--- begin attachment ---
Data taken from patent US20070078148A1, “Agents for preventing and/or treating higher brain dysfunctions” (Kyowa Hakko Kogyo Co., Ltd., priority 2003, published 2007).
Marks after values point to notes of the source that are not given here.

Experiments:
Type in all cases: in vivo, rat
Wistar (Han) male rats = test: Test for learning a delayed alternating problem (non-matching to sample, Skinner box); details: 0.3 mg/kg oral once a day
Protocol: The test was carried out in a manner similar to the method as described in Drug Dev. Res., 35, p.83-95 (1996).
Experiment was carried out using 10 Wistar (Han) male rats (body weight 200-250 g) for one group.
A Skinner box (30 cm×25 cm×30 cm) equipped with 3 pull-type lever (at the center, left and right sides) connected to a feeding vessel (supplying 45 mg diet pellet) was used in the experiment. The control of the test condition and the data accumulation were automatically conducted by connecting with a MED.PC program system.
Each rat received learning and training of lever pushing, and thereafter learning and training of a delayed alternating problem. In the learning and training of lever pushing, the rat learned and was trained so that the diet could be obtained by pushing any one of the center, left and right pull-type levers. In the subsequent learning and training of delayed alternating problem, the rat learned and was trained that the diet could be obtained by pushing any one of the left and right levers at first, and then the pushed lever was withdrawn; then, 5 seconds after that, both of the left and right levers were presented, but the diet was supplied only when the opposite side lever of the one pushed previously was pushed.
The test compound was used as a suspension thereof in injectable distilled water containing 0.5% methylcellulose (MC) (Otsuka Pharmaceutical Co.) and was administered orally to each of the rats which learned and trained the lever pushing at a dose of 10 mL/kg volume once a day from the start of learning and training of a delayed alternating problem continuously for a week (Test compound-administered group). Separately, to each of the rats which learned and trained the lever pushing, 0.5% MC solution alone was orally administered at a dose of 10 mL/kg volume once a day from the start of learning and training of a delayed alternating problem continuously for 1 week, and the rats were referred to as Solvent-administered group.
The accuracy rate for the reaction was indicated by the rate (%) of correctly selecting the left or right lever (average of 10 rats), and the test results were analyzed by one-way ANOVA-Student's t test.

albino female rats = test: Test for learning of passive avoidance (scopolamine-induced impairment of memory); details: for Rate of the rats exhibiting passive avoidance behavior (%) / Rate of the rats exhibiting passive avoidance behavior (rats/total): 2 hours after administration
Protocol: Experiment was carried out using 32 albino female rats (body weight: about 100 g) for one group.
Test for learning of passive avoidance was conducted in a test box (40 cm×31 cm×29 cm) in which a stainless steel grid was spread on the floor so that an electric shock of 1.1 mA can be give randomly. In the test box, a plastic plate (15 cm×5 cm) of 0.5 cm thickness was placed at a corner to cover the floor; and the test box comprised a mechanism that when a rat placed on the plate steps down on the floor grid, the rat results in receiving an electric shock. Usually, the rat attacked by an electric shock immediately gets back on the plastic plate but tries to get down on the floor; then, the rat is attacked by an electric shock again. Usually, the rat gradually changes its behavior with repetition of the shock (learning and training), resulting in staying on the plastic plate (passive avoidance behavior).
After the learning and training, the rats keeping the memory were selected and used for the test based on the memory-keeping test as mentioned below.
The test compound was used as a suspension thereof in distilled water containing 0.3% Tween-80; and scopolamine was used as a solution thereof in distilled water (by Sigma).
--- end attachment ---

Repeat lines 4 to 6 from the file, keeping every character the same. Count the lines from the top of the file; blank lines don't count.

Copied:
Type in all cases: in vivo, rat
Wistar (Han) male rats = test: Test for learning a delayed alternating problem (non-matching to sample, Skinner box); details: 0.3 mg/kg oral once a day
Protocol: The test was carried out in a manner similar to the method as described in Drug Dev. Res., 35, p.83-95 (1996).